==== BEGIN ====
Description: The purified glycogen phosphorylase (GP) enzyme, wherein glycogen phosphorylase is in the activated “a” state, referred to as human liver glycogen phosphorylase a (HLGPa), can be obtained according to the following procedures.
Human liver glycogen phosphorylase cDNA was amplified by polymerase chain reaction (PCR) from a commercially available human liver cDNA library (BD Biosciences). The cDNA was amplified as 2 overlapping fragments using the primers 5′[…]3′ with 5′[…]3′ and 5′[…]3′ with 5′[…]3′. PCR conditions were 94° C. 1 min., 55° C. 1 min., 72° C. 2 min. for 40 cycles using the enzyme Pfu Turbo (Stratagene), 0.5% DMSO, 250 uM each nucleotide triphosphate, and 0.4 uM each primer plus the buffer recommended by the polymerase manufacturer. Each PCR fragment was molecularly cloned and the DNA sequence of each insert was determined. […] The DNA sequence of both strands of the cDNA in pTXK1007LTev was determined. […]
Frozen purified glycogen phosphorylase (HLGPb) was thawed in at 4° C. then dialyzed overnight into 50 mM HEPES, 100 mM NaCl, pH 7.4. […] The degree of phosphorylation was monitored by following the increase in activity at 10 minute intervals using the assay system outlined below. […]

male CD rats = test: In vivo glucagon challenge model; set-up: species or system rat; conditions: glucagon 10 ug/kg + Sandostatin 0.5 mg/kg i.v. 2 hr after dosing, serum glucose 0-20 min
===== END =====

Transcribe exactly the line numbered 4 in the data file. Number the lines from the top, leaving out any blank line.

male CD rats = test: In vivo glucagon challenge model; set-up: species or system rat; conditions: glucagon 10 ug/kg + Sandostatin 0.5 mg/kg i.v. 2 hr after dosing, serum glucose 0-20 min